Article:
This first real post in the SharePoint 2010 Ribbon Controls series (full series index available here) will be about some of the common properties that most or all of the Ribbon controls shares. I assume that you have some basic knowledge of SharePoint 2010 Ribbon customization, if not check out one of my previous posts.

What is a Ribbon control?

A SharePoint 2010 Ribbon Control is the interactive parts of the Ribbon. Controls exits within a Group (B) within a Tab (A). The controls can be labels, buttons, drop downs, menus, galleries and more. You can add, remove or change default Ribbon controls or add completely new Tabs and Groups.

Ribbon controls

The default Ribbon interface is defined in CMDUI.xml which is located in the {SharePoint Root}\TEMPLATE\GLOBAL\XML. A good tip is to take a look at the default Ribbon configuration before making your own Tabs and Groups - but never ever change the CMDUI.xml file!

In the image above you see some common controls;

  1. This is a MRUSplitButton control, which contains a submenu with different items
  2. This is a SplitButton, also with a submenu
  3. This is a ComboBox
  4. This is a ToggleButton

In this series we will take a look at each one of those controls, to be exact I’ll show you all available controls in the Ribbon.

All SharePoint 2010 Ribbon customization is done through XML, there are a couple of ways to add them - statically or dynamically, but the XML are the same. The controls must be children of a Controls element within a CommandUIDefinition, Group or MenuSection element (all defined in the Server Ribbon Schema). Some are are more advanced than others.

Common control properties

All controls have a set of properties that works basically the same. Instead of repeating them for all posts in this series I will walk you through them once and for all before I go in to the specific control properties. Some of these properties will be repeated to discuss specifics for the respectively controls.

Property: Id (required)

The Id property of a control is one important and sensitive little guy. It’s a string value and must be unique within your Ribbon customization. Not specifying it or not making it unique can make your whole customization fail without any good error messages.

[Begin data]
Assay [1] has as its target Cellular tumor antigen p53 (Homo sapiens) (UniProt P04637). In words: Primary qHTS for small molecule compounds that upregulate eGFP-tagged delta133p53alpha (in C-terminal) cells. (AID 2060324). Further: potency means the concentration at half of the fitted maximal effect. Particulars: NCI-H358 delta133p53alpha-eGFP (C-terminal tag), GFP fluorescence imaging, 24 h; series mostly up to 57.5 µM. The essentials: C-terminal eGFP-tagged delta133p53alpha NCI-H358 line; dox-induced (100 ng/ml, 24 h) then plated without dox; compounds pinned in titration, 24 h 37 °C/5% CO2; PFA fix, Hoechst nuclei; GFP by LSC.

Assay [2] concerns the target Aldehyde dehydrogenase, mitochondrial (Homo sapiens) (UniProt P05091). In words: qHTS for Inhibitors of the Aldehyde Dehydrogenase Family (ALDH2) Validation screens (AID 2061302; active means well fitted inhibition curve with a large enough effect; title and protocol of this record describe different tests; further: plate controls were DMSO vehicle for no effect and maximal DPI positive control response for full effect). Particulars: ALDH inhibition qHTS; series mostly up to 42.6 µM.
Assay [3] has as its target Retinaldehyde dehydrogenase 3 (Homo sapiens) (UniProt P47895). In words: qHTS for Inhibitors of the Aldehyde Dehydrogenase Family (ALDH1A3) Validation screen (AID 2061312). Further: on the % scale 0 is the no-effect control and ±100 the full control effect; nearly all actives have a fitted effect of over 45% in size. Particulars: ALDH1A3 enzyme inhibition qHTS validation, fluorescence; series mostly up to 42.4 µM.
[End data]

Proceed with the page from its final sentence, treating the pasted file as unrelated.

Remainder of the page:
I prefer using a “namespace” style of control Id’s so that I easily can find out where the control belongs. Preferably prepend the control id with the id of the Tab or Group.

What’s your Id?

Property: Sequence

The Sequence property states in what order the controls should appear in overflow sections. It’s not required but if present it must be an integer.

Property: TemplateAlias

The TemplateAlias property is used to specify which template alias to use from the Group Template Layout. That is how the control is positioned, which section or row. This property must be a string value corresponding to one of the aliases defined in the group template layout.


Important here is to make sure that your control can handle the DisplayMode of the specified TemplateAlias.

NOTE: Make sure that you always create your own Group Templates. Read AC’s post about it here:

Property: ImageXXbyXX, ImageXXbyXXTop, ImageXXbyXXLeft, ImageXXbyXXClass

These properties are used to specify an image/icon for a control, it is not used by all control types but you can expect them to be used on Labels and Buttons. Different controls use different sizes (the XX’s in the header) - it’s either 16x16 or 32x32. Which one used is defined by the DisplayMode of the template alias. The ImageXXbyXX specifies a URL to an image. ImageXXbyXXTop and ImageXXbyXXLeft is used when you use CSS sprites to select the position of the icon from the composite image (example below). The ImageXXbyXXClass is used to set a specific CSS class to the control - for instance if you prefer to use CSS to create the image layout.

Stylish control

Property: Command

All controls have a Command property which specifies the command to run when for instance a button is pressed. This is a string defining the command. If you use declarative commands, that is defined in the XML using CommandUIHandler elements, then the CommandUIHandler with the corresponding Command attribute will be invoked. If you instead use page components then Command value is handled by the handleCommand JavaScript function of the page component. I will show you more about this in upcoming samples.

Property: QueryCommand

The QueryCommand works just the same as the Command property with the difference that it is invoked when the Tab is getting focus. The function is also invoked directly after the Command command. You can use this one to set values of the controls.


So now we’ve started this series for real. Keep on reading, next post will come shortly, and that one is about the Label control.